Customers’ top 3 call center irritants, according to Ameyo Callversations, are:
- The “IVR Abyss”
- Long holding times
- Agents who cannot resolve the issue
Today’s interview guest, Jim Rembach, of Beyond Morale and Customer Relationship Metrics (www.metrics.net), and host of the Fast Leader podcast, has worked with call centers since the 1990s. He’s seen the good, the bad and the ugly.
In this episode we discuss some of the common call center mistakes that companies make, and how contact centers can make themselves valued by the rest of the organization.
(Note: I was a guest on this episode of the Fast Leader podcast. If you check it out, let me know what you think. Very different style podcast from Frank Reactions!)
Prove Its Value
Does it drive you crazy when you are at the checkout counter in a store and the rep takes a phone call instead of helping you?
You’ve probably also been on the other side of it though, when you are trying to reach someone in a store and the phone rings and rings and rings because the staff are all too busy dealing with the customers in front of them. One of Jim’s first jobs was with an auto parts retailer that realized that making retail staff also handle phone calls was a recipe for bad customer experiences. So instead it created a call center that, even in the pre-Internet days, was taking orders on the phone that customers could pick up in the store.
The call center was a huge success, lowering the amount of time customers had to spend in the stores while driving the average sale value way up. It rapidly grew to over 800 agents in two centers. Sadly, when new senior management took over, they closed the call center, concluding that it was too expensive. They sent the calls back to the stores.
It may well be that at 800 agents it really had got too big to be effective. Ultimately bureaucracy sets in and lowers the marginal returns in any organization as it gets bigger. But at the same time, Jim believes that the shutdown was the result of a common senior executive miscalculation: they looked at the cost side of the call center and not the value it was creating in increased sales and customer satisfaction.
To get respect (and ongoing funding) those responsible for call centers must learn what’s important to the executive team. Then look for metrics that can prove the center’s value in terms of helping them achieve those metrics.
Make It Great
Effective contact centers do add measurable value to their organizations. They:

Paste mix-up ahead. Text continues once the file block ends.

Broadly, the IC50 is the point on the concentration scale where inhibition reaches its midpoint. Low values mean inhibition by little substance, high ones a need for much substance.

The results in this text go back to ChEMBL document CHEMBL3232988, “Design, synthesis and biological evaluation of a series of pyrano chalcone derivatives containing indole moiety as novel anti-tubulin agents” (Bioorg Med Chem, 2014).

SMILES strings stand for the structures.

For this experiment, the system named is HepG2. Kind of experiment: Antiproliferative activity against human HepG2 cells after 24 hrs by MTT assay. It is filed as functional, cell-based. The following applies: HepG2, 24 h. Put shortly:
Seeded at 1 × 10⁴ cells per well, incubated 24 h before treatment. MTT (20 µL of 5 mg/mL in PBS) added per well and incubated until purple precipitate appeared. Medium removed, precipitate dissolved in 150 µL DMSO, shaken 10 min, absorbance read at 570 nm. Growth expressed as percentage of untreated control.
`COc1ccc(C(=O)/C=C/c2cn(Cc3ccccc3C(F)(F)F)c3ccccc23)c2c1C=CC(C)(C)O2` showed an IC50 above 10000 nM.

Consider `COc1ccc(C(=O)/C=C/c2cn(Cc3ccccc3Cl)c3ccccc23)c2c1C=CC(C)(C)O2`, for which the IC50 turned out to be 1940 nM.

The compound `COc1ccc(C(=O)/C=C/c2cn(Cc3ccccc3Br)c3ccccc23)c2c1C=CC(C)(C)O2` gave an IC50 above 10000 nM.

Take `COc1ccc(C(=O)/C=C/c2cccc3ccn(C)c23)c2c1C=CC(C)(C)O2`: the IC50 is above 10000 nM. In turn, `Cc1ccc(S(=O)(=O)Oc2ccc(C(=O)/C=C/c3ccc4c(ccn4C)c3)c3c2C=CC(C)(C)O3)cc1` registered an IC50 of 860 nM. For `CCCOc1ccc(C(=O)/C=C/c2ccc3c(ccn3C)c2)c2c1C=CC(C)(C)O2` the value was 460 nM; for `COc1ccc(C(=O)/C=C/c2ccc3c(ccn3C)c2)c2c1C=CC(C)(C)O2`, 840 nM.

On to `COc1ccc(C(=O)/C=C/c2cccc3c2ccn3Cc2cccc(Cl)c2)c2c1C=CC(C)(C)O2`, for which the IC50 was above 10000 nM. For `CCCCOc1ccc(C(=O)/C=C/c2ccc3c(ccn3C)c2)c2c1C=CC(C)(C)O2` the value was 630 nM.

- increase sales
- lower the need for product returns (which cuts costs)
- improve customer satisfaction (leading to repeat and referral business)
- are tremendous sources of insight into what is important to your customers (which leads to more successful product development and sales).
But if your company isn’t handling things right, they won’t be effective.
Focus on Coaching, Not Controlling
More and more companies are doing post-call surveys with customers who contact their help desks.
This is a good thing, but can backfire if it is handled wrong. You know how the automated systems always say “this call may be recorded for training purposes”? According to Jim, it is important that the recordings and the post-call customer surveys are, in fact, used for training, not for punishment.
Far too often, the survey results become a whip rather than a training tool.
If you don’t invest in developing your call center staff, you will end up with poor customer service and high turnover. Then, surprise, surprise, top management won’t value the call center. As Jim points out,”These are human beings who are interacting with your prospects and customers. If you think of them as “butts in seats” that’s what you are going to get.”
Don’t Expect Mega-Multitasking
Research has clearly shown that, despite what we like to think, humans can’t actually multitask. People who think they can are actually just good at switching quickly among tasks. But even the best of them lose time every time they have to switch.
Yet we expect contact center agents to switch constantly among calls, and often among different types of contact (e.g. calls, live chat, social media, email). The more we pile on them, the worse their performance will get. Despite this, a quick search of traits to look for in hiring call center agents shows “multitasking” on almost every list!
In an ideal scenario, there would be separate teams handling the different types of contact. Although this is not always feasible, try to limit the amount of switching agents have to do between people and types of contact. The more they get to focus, the better your customers’ experiences will be.